Will older drivers be “dobbed in” and face refresher courses?

A happy senior man sitting in car in driver seat.

To make sure elderly drivers can still operate a vehicle safely, it has been suggested that they take refresher training.

Normally in these sessions it consists of an instructor observing an elderly person driving and giving them advice and tips on how they can improve.

When commenting on the topic on Britain’s Newsroom, Martin Daubney and Bev Turner said there had been a surge in people referring others to the authorities because of concerns with their driving.

The two presenters stated they were “uncomfortable” with the trend of drivers being “dobbed in” to the DVLA if they fear they are being unsafe.

Seb Goldin, CEO of RED Driver Training, spoke to GB News about people speaking to elderly drivers about the possibility of “hanging up their driving gloves”.

He said: “In terms of relatives and friends dobbing people in, that’s just a process where if people are concerned about the driving capability of a friend or more likely a relative, they can write to the DVLA or the GP and suggest that person no longer has the capability to keep driving.

“In the current model, there is no mandatory age, which seems about right, and people self-select so there will come a moment when a relative suggests that driving is a thing that some people cannot continue to do.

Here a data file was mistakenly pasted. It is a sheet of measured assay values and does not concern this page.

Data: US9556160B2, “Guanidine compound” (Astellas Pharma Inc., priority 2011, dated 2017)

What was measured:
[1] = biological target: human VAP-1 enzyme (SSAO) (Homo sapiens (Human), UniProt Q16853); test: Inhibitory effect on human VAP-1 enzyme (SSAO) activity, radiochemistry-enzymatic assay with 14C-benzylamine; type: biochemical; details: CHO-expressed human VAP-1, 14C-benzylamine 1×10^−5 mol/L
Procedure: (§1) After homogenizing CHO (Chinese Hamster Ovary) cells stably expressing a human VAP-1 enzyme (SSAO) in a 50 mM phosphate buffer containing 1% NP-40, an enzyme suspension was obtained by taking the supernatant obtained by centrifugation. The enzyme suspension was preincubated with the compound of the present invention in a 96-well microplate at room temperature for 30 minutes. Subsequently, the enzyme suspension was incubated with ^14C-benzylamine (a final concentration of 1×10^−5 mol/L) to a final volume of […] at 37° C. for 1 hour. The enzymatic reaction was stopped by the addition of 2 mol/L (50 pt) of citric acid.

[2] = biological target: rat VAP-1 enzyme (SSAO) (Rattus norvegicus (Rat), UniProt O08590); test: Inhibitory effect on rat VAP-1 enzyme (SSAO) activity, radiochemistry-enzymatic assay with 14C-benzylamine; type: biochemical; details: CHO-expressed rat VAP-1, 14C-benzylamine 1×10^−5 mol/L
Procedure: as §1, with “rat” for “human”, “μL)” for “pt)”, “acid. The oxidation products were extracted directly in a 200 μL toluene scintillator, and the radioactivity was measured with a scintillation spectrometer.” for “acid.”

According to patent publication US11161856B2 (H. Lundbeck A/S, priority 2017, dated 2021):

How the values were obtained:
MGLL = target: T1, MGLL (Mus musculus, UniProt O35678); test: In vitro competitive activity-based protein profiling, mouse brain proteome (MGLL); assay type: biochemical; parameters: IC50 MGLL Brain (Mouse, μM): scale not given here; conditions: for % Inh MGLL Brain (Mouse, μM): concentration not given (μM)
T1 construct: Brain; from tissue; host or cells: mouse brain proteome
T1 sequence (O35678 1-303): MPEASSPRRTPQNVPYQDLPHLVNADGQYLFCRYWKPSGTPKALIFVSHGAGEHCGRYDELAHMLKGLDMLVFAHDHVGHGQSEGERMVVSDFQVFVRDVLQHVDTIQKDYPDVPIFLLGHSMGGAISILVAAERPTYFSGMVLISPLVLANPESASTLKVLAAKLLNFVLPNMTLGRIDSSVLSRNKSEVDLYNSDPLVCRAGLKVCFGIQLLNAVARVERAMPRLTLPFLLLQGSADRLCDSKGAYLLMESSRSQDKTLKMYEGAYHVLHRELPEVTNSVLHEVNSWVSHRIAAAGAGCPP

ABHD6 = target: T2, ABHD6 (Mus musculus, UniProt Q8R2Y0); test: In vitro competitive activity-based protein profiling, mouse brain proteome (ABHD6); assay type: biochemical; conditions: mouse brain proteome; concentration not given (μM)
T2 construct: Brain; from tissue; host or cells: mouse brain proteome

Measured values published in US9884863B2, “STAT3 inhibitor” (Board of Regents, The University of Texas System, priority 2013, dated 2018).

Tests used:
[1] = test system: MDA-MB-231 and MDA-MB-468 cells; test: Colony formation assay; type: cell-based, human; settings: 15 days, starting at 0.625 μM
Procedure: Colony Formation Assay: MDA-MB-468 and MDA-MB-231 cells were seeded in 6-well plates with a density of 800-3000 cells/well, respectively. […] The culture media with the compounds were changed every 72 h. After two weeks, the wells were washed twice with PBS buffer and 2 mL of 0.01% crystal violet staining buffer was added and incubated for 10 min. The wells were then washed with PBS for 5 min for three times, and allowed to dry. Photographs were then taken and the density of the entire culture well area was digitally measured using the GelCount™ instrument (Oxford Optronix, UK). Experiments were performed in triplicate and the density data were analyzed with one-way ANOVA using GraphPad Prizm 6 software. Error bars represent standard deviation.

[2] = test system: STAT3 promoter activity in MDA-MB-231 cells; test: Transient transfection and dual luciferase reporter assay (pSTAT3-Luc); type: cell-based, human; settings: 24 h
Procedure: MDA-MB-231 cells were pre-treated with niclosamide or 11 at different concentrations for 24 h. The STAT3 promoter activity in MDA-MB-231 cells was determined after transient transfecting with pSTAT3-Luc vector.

“People could be in denial when they perhaps get to the point where their faculties are no longer at the level.

“What we’re suggesting as an organisation is that when you get through the driving test, it doesn’t mean you’re a safe driver.”

According to Mr. Goldin, the idea of RED Driver Training is for individuals to think of driving as a talent they are constantly learning and honing.

He continued by saying that although most people believe they are excellent drivers, this may not always be the case because people may always improve.

There have even been some suggestions that there should be a cut-off or maximum age limit for motorists to stop driving.

Mr Goldin said: “Should there be an age cut-off? We don’t think so. There could be someone in their early 80s who is far more capable and a lot more competent than someone far younger. It very much depends on how people do.”

Compulsory retesting becoming a trend was questioned by Martin Daubney, especially with an ageing and growing population.

Mr Goldin stated this would be unlikely, although there are always people suggesting that this should be changed to adapt to changing road habits.

He said: “It’s not something that we see in other countries around the world and having a specific age or time that you have to toss your licence in seems plainly wrong based on the differences in people’s capabilities.

“Our proposal is that people self-select and brush their skills up. Particularly if they’ve had time out of driving as well.”

In contrast to the younger age categories, drivers over the age of 70 must renew their licences every three years, not every ten.

Drivers under 25 are the cause of the highest rate of collisions on the road, particularly young male motorists.

Bev Turner concluded, saying: “I have to say anything that is pro-motorist and pro-driver, I’m on board. More power to our elderly. If that means getting a refresher course, then so be it.”

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